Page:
So turn 2 his beserkers and bloodcrushers butchered one of my shooty squads... the other units were positioning.

my turn 2 I unloaded, and went for him. one squad put a good dent into the bloodcrushers, and the storm shields worked wonders at stopping the AP -3 return attacks... but then the mounts hit at AP -1, and rather than waste the inv save on them, I decided to take a 4+ armour roll on normal guys... and failed 5 out of 6. ouch. had to spend 2 command points to make sure they stayed in the fight. The other squad annihilated the beserkers, and braced themselves for the wrath of kharne...

the wrath of kharne was brutal. he is a combat monster. He butchered his way through one squad, the remnants of the squad that had beat the bloodcrushers charged him, hit him in the face with a heavy thunder hammer but failed to kill him. He then finished off the watch master before advancing on the shooty squad at the top of the silos, making the charge at them (a risky overwatch given he was on 1W) and he then butchered the squad apart from the terminator... I just needed the terminator with the thunder hammer to kill him, and the game was mine (by this point he had nothing left that could climb the tower, and I was ahead on points, I could hide out for the win.) He swung, he hit. Kharne passed the invulnerable save. And just when I was thinking I could teleport to the fallback position and hide there, kharne used the last 3 CP to attack again, finishing him off, leaving me with just corvus - as units with the flyer battlefield role, they didn't count, I was tabled.

So yeah, thanks tournament douches, if it hadn't been for your bullshit that FAQ would never have come out... :P

Overall thoughts... deathwatch die pretty easy. I'm gonna keep going with the list as is, at least until it's all painted. Once I have a painted army, I will maybe look at changing things for different options. I seem, from what I have been reading, to be running too large and too well equipped squads. On the other hand, I liked the merging of abilities, the potential for synergy, and the fact that I should be getting first turn 5 games out of 6. Just not today.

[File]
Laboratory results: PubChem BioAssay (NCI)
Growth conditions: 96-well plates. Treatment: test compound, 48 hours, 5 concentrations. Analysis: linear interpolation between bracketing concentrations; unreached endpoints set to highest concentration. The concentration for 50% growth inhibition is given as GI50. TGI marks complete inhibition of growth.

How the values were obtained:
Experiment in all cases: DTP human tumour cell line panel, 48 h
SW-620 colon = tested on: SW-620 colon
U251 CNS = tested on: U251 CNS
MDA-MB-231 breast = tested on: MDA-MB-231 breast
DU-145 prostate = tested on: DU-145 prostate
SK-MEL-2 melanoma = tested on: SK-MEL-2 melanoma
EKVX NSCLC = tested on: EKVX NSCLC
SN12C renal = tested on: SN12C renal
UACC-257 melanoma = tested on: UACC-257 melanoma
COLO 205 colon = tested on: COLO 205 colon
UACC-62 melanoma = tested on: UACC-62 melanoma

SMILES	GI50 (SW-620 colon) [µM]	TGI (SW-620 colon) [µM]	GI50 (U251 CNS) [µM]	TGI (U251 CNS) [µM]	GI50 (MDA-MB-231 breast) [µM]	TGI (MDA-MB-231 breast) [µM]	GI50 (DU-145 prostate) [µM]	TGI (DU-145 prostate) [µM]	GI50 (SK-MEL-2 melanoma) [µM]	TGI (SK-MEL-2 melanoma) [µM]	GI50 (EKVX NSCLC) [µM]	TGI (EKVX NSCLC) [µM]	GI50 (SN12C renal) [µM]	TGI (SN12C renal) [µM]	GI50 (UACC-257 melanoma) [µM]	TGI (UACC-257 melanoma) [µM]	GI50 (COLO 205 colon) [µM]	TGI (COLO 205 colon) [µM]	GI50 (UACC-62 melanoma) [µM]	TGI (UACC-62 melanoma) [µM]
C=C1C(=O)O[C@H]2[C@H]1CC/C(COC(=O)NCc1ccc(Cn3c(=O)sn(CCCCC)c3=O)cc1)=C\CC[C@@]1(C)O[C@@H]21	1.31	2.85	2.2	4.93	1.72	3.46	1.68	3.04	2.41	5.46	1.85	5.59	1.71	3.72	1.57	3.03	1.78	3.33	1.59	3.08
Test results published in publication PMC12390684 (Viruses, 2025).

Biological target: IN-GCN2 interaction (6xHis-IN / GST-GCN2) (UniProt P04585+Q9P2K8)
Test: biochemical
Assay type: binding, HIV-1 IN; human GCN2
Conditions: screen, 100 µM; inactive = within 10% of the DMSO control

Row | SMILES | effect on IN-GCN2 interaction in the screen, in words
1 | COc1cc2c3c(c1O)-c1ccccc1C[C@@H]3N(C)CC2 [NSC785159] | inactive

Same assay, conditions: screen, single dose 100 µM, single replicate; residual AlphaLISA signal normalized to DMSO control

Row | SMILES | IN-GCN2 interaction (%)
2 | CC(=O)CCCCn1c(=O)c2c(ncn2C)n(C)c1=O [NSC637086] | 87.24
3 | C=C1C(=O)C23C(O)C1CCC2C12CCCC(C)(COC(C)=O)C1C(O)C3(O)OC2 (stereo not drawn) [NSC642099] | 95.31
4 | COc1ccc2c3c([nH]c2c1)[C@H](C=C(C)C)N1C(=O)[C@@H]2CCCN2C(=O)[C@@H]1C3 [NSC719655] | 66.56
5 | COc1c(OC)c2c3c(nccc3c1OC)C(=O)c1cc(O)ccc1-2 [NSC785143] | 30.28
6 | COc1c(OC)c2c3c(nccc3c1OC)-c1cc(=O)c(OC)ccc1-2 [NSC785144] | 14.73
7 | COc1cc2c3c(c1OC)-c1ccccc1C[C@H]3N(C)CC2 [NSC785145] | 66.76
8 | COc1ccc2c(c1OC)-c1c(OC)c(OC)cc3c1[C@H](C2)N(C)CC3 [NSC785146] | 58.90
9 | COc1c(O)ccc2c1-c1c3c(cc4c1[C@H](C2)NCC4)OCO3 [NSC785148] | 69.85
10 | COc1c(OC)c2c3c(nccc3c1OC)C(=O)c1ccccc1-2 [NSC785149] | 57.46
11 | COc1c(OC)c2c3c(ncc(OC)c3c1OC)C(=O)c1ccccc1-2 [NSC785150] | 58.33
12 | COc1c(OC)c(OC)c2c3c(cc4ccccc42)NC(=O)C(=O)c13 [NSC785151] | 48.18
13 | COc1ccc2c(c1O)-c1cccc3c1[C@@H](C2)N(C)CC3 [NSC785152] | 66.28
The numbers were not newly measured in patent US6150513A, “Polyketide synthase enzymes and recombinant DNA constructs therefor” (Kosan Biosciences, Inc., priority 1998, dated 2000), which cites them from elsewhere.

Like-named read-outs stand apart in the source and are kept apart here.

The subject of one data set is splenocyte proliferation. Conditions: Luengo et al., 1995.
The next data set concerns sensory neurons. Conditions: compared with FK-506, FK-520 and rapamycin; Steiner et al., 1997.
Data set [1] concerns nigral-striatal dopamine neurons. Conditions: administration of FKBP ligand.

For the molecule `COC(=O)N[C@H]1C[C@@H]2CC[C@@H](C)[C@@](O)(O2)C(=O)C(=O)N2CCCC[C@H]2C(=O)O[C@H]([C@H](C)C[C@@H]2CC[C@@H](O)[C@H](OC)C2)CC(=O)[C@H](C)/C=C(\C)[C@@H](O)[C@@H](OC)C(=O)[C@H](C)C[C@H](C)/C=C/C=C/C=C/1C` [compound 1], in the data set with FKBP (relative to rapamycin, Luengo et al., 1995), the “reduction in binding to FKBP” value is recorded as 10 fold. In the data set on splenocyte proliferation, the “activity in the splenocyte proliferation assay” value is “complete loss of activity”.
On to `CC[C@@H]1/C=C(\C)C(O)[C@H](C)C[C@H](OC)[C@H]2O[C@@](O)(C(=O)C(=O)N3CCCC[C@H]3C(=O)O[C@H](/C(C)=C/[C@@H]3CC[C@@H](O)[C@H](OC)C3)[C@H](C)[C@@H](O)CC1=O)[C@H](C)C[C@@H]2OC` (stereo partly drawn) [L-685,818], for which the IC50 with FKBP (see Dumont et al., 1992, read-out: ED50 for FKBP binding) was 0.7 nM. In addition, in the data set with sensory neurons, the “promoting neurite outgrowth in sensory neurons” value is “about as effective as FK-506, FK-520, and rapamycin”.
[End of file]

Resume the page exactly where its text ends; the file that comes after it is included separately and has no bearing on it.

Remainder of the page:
Wednesday, 9 August 2017

Refinery Planet: Damonius Strandius

ok, not sure on the name yet, but here is my wargaming table... all the scenery painted to a basic standard that I am happy to call done enough for now. I may revisit it later for further weathering, but I have other priorities right now, and it is sufficient for the moment.

I doubt I'll cram absolutely all of this on a table at once for a game (the stargates are for a scenario anyway, and the void shield generator was more for a guard army list I used to have, which I haven't even costed for 8th yet, but otherwise... refinery, accompanying hab blocks. That's basically my table. Although in game I'd probably split some of the tanks up rather than have them all on one side...










Wednesday, 2 August 2017

Unda Konstrukshun

Of late I have been painting some scenery for my wargames table, and I saved the centrepiece till last... well, almost. A late purchase of servo-hauler that I am still waiting for adequate weather to undercoat will now technically be the finishing touch, but that should be a quick and easy job, the big bad centrepiece for the table is now done.